Google Project Zero will give companies more time before disclosing security flaws

representational image of a cloud firewall
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Companies found to have suffered security shortcomings will soon get more time before having the dirt dished on them, says Google's Project Zero security arm.

The group has announced it will be trailling a new model governing how it reports new vulnerabilities and security flaws that should give victims more time to issue fixes.

Going forward, Project Zero will keep its usual 90-day disclosure period for vulnerabilities that remain unpatched, but if a patch appears within this time, the team will now wait for 30 days after the patch is released to release the technical details of its investigation.

Project Zero window

Previously, Project Zero would always publish details of any flaws it uncovered after 90 days, whether or not a patch had been released. However the team now wants to alter this to allow vendors more time to ensure patches roll out properly.

"Starting today, we're changing our Disclosure Policy to refocus on reducing the time it takes for vulnerabilities to get fixed, improving the current industry benchmarks on disclosure timeframes, as well as changing when we release technical details," Project Zero manager Tim Willis wrote in a blog post announcing the changes.

Willis noted that the original idea was that if a vendor wanted more time for users to install a patch, they would prioritise shipping the fix earlier in the 90-day cycle rather than later.

However in practice, Project Zero didn't often see a significant shift in patch development timelines, with Willis saying the group continued to receive feedback from vendors concerned about publicly releasing technical details about vulnerabilities and exploits before most users had installed the patch. 

Data Breach

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"In other words, the implied timeline for patch adoption wasn't clearly understood," he said.

When it comes to vulnerabilities that are already active in the wild, Google will still look to issue a disclosure a week after notifying the affected party, with technical details also included if the flaw isn't fixed.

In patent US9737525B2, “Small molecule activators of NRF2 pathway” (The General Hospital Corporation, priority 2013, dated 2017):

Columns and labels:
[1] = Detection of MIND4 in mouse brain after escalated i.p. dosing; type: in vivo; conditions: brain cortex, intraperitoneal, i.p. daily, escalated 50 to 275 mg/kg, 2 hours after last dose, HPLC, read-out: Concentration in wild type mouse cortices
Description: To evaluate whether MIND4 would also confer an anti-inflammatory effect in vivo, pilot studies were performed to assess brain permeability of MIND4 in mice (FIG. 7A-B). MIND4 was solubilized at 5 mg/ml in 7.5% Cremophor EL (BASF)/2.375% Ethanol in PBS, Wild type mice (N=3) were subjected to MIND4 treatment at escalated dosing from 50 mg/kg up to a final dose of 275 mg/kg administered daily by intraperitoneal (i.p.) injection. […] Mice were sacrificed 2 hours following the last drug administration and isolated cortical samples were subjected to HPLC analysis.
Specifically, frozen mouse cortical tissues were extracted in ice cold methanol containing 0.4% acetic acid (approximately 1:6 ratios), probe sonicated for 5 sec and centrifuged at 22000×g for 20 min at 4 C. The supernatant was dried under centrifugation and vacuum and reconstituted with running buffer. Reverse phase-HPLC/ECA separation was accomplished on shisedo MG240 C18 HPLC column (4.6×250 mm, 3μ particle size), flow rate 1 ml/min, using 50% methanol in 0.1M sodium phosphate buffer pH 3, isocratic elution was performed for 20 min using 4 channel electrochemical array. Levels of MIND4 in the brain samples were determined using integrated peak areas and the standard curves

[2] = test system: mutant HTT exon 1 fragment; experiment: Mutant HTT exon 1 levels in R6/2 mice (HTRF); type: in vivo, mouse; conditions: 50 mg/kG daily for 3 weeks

But if a patch is released during the 7-day notification window, the technical details will appear 30 days later. Vendors will now be able to ask for a 3-day grace period, with Willis signalling that although this new "90+30" system will soon be dialled down, it would need to start with deadlines that can be met by vendors.

"Based on our current data tracking vulnerability patch times, it's likely that we can move to a '84+28' model for 2022 (having deadlines evenly divisible by seven significantly reduces the chance our deadlines fall on a weekend)," he said.

"Moving to a '90+30' model allows us to decouple time to patch from patch adoption time, reduce the contentious debate around attacker/defender trade-offs and the sharing of technical details, while advocating to reduce the amount of time that end users are vulnerable to known attacks."

"Disclosure policy is a complex topic with many trade-offs to be made, and this wasn't an easy decision to make.We are optimistic that our 2021 policy and disclosure trial lays a good foundation for the future, and has a balance of incentives that will lead to positive improvements to user security."

Via 9to5Google

Mike Moore
Deputy Editor, TechRadar Pro

Mike Moore is Deputy Editor at TechRadar Pro. He has worked as a B2B and B2C tech journalist for nearly a decade, including at one of the UK's leading national newspapers and fellow Future title ITProPortal, and when he's not keeping track of all the latest enterprise and workplace trends, can most likely be found watching, following or taking part in some kind of sport.